Josef Josefovich Scheck was born in Saratov Region, village of Wiesenmiller (Wiesenmüller), canton of Seelmann, in 1939. His father was Julius Friedrichovich Scheck, his mother Emma Fyodorovna Schekel. She worked for the bread shop, his father for the mill. They had two children. They owned pigs, cows, well-filled granaries, a garden and a melon field; they prospered. Most of the villagers were Germans; there was even a church. The notification about their re-settlement came all of a sudden.
They started the trip to their new place of residence on carts; afterwards they were to board freight cars. J.J. has great difficulties to recall the events, for he learned everything from what his mother told him: he was a little child at that time - just two years old.
Father, mother and the two children were taken to Daursk District situated not far from Krasnoyarsk (nowadays Balakhtinsk District). They only took along the mostly needed things – cushions, a blanket, underwear for the children and meat, which they had doused with melted fat. They had to leave behind all their cattle; it ran around, desperately roaring, looking for its master. Everything stayed with those who were the commanders-in-chief of the whole scenery, and these commandants also ordered them not to look back. J.J. recalls that some Germans received new cattle in Siberia – as a replacement of the animals lost as a consequence of their deportation.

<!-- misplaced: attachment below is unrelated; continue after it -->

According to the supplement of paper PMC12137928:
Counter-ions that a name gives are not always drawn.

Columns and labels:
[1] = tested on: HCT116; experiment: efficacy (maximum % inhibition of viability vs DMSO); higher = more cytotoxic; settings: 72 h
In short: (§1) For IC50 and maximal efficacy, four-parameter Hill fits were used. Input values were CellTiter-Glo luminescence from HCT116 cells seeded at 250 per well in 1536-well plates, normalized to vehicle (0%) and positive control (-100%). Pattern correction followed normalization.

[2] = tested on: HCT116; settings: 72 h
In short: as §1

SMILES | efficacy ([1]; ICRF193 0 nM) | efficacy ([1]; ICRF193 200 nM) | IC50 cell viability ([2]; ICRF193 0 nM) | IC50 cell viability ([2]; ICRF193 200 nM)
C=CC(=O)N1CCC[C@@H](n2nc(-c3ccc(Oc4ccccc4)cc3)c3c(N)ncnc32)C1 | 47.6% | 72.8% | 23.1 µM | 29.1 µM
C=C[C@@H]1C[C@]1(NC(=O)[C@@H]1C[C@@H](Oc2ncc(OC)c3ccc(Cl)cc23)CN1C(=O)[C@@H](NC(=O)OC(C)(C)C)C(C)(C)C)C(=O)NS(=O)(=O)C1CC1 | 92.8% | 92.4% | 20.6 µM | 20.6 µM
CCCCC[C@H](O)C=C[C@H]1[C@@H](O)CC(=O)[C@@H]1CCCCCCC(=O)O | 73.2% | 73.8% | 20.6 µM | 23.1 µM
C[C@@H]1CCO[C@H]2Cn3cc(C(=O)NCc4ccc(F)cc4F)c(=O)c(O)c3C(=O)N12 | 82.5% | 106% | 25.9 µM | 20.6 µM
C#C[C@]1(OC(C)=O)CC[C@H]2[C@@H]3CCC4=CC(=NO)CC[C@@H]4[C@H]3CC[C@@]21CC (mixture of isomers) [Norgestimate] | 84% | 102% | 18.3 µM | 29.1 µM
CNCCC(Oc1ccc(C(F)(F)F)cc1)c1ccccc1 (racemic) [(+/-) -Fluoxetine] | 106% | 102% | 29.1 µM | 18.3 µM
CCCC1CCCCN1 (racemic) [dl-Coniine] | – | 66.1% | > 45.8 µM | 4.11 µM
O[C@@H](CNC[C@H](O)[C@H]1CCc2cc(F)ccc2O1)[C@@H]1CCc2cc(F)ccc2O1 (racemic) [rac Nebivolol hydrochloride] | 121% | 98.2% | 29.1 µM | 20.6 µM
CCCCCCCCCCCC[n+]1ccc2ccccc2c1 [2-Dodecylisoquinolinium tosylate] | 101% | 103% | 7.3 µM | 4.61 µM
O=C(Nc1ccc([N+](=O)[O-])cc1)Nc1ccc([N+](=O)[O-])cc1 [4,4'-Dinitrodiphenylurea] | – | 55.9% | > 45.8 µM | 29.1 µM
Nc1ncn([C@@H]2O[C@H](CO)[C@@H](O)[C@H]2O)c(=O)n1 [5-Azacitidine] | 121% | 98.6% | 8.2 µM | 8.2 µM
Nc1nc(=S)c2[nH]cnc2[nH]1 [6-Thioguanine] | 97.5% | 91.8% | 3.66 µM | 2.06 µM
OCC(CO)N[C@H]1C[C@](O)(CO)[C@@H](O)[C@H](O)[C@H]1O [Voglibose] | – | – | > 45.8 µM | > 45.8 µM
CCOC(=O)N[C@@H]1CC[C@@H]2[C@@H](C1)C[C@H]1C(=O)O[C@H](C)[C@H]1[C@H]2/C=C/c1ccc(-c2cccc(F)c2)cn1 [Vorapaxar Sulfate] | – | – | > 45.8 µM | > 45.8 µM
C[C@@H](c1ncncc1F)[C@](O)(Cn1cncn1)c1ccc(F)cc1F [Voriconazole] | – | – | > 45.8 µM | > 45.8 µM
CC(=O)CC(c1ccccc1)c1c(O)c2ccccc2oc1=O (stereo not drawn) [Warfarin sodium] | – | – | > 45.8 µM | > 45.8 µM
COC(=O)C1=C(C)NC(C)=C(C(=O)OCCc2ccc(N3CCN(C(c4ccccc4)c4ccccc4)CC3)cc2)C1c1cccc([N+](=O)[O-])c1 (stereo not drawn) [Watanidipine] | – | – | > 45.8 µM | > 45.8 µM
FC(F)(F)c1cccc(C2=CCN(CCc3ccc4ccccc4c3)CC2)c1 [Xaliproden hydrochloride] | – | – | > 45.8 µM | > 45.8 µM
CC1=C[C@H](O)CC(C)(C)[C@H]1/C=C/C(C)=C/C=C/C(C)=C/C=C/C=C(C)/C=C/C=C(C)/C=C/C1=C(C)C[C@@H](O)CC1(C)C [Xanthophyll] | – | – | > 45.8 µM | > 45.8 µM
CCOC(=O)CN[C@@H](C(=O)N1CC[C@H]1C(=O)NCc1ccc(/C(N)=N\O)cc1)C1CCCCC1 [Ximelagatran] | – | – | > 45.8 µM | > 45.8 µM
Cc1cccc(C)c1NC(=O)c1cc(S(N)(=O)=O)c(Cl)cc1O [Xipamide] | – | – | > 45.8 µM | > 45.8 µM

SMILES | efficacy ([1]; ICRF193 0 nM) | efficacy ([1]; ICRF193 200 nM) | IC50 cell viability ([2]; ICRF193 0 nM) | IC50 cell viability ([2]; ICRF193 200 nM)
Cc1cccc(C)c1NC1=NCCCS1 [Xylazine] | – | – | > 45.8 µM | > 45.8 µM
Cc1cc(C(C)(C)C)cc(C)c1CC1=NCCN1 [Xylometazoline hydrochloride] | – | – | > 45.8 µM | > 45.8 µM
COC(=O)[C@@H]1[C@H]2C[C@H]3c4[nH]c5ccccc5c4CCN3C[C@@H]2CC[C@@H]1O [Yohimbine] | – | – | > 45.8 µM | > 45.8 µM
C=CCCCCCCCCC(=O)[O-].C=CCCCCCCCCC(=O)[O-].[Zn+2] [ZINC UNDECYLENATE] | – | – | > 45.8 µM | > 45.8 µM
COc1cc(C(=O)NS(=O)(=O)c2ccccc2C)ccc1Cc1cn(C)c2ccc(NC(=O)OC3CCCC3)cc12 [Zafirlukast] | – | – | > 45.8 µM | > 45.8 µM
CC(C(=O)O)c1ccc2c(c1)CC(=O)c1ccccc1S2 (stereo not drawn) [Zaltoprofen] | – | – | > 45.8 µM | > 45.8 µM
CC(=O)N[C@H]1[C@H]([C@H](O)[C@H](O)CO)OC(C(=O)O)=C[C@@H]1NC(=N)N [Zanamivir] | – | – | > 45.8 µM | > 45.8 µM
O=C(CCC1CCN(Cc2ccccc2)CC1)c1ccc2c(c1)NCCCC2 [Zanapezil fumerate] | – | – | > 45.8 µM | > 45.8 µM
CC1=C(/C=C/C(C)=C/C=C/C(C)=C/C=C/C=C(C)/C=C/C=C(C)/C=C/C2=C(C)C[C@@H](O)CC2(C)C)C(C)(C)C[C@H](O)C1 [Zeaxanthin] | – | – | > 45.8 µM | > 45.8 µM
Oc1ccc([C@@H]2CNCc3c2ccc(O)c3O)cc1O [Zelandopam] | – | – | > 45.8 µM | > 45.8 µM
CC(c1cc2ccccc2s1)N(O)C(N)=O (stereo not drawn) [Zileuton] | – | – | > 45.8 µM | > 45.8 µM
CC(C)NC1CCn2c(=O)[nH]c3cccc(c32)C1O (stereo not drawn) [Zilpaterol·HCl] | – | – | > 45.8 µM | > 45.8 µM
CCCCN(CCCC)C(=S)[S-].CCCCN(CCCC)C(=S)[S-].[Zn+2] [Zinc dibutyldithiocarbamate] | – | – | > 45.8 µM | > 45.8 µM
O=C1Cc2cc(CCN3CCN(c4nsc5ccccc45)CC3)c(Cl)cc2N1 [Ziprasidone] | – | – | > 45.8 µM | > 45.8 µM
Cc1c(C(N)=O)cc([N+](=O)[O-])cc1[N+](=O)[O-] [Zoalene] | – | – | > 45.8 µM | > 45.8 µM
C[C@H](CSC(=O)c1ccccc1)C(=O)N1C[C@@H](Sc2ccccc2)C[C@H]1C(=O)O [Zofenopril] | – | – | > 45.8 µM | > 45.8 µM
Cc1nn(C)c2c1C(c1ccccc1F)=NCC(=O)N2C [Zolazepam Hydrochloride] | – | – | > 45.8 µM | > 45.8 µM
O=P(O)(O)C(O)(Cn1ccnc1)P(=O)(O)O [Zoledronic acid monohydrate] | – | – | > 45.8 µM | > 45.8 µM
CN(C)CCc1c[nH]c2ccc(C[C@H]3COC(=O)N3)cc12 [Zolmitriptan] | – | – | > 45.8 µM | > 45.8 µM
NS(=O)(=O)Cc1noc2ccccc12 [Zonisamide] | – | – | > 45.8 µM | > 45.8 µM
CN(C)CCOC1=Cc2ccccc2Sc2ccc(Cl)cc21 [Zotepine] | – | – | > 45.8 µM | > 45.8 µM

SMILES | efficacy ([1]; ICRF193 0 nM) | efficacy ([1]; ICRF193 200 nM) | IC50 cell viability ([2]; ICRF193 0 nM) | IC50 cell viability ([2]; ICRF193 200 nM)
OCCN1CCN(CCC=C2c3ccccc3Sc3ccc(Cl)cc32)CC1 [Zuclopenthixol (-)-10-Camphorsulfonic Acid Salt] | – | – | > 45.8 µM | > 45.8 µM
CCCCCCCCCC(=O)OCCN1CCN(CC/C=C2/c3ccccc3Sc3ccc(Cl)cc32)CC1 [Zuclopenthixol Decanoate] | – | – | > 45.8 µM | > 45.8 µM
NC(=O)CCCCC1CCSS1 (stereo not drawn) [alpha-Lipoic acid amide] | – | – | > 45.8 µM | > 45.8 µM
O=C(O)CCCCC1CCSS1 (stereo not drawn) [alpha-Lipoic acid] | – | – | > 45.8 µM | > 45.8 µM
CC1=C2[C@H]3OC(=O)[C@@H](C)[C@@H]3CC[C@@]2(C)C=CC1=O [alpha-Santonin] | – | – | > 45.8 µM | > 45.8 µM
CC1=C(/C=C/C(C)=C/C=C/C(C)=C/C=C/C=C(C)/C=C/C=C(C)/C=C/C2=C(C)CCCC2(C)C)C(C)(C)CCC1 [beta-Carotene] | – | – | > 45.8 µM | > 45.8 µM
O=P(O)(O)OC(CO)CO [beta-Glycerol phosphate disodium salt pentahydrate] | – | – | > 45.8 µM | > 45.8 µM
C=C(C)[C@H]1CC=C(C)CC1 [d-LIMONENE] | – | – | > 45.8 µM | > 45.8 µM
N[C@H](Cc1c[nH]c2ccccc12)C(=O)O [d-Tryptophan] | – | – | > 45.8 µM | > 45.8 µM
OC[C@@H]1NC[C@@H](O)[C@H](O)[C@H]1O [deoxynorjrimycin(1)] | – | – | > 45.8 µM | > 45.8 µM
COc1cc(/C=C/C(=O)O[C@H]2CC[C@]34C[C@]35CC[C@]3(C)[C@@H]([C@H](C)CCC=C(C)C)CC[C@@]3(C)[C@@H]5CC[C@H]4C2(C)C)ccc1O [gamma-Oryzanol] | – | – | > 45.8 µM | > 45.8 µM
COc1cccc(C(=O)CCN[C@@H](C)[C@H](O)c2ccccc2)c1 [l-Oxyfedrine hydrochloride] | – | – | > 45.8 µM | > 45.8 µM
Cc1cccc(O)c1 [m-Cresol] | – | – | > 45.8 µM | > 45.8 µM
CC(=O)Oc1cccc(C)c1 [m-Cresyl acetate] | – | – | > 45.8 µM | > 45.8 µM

Housing was tolerable to some extent. Calamity began, when they came to mobilize the father into the labor army. „And Mum and her relatives (brothers and sisters) left for Turukhansk District. Mum had two children at that time. Father was in the labor army near „Taiga“ train station. He was released in 1945. According to what the uncle reported, the prisoners were awfully maltreated: once they had even put a man’s head into the latrine pit, shaking it to and fro“. (About the father he said: „He returned from the labor army at the end of the war. He arrived at home, ate to repletion and died the following day”).
The mother went to the far North – 20 km away from Turukhansk. The village was called Jakuty, the kolkhoz farm „Komsomol“. They were dropped on the riverbank with the words: „This is where you will live from now on“, although there were just three houses in the village. There was a barrack and one single female local resident. Winter set in, and they did not know, where to find shelter. Worried and deeply grieved they started to build dug-outs to live in. The mother worked for a fishery collective. Her salary was not more than a tiny crumb, and, to make matters worse, somebody came along and forced her to buy bonds and confirm this by signature. A nagan pistol was lying in front of her on the table – how could she have refused to accept and sign. Besides they were illiterate and did not understand anything at all. Later the costs were deducted from their salary, and in the end they neither received money nor anything else. Late in the 1950s they earned 10 to 15 Rubles. The biggest amount I recall was 30 Rubles.